And the Archbishop of Canterbury makes a special appeal for broad cross-party support for the Alliance describing it’s ambition of full employment “as a social and political virtue.”

The Alliance was formed last month by the former Prime Minister, Gordon Brown, the Metro Mayors of Newcastle Sheffield, Manchester, Liverpool  and London City Regions, the Mayor of Bristol and the First Minister of Wales around a set of proposals which if adopted by the government could stop the Covid crisis from becoming a major social and economic catastrophe.

In a joint statement published today (Sunday) representatives of Britain’s many faith groups write,  ”As faith leaders we welcome the creation of the UK-wide Alliance for Full Employment to focus on alleviating the risks of unemployment, on helping young people into work and training and on the need for proper protection for families facing the loss of jobs and a cut in incomes.”

And in a public letter to Mr Brown published today on the Alliance’s website (affe.co.uk) Archbishop Welby makes a moving spiritual rallying call of support for the Alliance.

“The idea of work and employment as essential to human dignity is a deeply Christian concern and is rooted in the Bible from Genesis onwards,” writes Archbishop Welby.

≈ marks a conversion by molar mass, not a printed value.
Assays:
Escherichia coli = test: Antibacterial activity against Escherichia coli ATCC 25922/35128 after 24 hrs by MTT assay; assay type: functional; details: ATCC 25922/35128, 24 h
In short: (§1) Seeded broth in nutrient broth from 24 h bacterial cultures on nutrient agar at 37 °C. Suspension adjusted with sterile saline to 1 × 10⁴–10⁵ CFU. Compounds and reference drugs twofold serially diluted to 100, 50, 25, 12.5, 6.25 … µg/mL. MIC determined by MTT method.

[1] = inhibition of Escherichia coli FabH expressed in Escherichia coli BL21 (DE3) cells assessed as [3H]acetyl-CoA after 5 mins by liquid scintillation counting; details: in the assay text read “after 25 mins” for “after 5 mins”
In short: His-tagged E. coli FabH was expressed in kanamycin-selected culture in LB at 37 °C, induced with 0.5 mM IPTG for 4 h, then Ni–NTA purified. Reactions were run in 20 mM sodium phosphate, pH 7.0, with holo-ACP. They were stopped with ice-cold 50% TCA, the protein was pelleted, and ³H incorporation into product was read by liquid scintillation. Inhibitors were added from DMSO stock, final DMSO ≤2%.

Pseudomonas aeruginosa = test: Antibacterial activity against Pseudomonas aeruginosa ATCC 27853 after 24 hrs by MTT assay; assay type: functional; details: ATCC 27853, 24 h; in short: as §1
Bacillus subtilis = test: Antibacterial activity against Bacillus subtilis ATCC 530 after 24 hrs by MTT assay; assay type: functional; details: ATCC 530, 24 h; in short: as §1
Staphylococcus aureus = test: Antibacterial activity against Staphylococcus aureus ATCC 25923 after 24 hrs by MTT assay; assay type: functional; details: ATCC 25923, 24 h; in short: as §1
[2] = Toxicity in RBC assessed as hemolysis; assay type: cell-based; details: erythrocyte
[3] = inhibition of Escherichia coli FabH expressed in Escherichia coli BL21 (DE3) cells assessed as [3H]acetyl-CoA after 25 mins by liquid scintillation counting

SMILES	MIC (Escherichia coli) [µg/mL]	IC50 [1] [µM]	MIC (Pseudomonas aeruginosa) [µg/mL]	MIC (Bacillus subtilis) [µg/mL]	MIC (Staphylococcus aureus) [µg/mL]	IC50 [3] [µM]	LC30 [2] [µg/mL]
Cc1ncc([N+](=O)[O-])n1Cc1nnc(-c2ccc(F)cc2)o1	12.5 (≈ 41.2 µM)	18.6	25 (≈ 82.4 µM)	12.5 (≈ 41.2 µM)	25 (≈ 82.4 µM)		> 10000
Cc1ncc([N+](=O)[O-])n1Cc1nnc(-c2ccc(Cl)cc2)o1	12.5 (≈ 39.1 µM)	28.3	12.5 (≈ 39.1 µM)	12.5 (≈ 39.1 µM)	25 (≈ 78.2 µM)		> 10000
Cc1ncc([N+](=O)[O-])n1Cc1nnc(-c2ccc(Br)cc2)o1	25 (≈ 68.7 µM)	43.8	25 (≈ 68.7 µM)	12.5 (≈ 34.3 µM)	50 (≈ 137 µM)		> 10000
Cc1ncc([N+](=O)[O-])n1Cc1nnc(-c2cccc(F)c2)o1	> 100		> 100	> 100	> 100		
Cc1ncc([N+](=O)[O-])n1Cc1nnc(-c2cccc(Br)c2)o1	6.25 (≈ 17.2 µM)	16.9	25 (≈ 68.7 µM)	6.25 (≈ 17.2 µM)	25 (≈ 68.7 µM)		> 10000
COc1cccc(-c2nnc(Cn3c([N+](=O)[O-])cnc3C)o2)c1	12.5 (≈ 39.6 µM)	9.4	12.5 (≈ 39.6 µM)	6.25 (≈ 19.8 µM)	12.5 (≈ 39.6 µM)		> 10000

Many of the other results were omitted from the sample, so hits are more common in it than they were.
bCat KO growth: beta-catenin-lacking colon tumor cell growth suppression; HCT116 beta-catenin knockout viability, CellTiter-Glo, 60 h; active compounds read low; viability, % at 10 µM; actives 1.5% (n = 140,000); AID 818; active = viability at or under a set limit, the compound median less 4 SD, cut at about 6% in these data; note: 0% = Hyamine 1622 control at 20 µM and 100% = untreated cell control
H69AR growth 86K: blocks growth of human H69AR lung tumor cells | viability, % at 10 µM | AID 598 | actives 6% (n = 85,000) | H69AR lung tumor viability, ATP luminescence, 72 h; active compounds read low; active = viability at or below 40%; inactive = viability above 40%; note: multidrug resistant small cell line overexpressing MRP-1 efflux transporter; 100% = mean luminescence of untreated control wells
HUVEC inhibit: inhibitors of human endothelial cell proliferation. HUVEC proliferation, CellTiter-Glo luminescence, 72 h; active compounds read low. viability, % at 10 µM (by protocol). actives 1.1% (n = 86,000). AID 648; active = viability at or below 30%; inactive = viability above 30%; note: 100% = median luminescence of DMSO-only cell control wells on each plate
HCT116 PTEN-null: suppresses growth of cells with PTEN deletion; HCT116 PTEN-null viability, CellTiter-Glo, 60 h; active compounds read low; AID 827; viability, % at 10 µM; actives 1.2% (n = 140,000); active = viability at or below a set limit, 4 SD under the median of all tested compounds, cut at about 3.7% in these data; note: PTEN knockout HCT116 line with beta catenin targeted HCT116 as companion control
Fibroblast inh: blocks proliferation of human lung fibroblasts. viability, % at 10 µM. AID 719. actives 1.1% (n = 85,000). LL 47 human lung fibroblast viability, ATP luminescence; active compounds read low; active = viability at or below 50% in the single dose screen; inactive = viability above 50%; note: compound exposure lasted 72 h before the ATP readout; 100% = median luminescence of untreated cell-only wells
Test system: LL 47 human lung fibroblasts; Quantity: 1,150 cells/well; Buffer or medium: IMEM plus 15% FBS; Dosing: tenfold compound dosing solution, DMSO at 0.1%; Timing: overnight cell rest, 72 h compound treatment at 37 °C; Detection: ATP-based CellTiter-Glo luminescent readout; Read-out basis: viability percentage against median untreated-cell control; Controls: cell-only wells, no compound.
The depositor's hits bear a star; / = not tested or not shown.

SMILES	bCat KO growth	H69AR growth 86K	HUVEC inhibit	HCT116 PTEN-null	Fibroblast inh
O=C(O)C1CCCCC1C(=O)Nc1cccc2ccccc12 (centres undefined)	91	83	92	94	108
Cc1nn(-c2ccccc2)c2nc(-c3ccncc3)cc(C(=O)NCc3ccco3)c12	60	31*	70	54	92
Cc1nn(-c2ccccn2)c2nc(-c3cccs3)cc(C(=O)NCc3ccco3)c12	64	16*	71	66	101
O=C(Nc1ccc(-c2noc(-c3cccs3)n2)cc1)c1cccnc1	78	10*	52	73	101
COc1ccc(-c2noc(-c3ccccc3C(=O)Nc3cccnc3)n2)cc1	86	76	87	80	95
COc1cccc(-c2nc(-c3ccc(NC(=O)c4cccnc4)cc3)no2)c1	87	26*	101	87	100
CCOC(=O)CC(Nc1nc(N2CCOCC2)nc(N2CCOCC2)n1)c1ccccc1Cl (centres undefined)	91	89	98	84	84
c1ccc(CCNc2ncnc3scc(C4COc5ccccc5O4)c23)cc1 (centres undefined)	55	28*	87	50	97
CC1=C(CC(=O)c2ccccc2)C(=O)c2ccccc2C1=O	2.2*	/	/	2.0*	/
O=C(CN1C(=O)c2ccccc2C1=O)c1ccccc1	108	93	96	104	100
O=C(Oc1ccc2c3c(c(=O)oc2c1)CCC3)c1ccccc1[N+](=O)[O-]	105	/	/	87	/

“ Responding to the necessity of reflecting this scriptural and theological priority Archbishop William Temple, when Archbishop of York in the 1930s, worked tirelessly to promote full employment as a social and political virtue. It was also part of his thinking when working with Beveridge and Tawney when Temple was Archbishop of Canterbury.

“In the post war years it was never a party-political issue and should not be so now. It is a fundamental matter of respect and love for our neighbour that in our nation the economy is meant, among other things, to serve the cause of fulfilling work for all.

“I call on all those of good will across the political spectrum as well as employers and businesses and a wide range of employee groups to support and encourage what you are proposing. I hope it can rapidly gain cross-party support.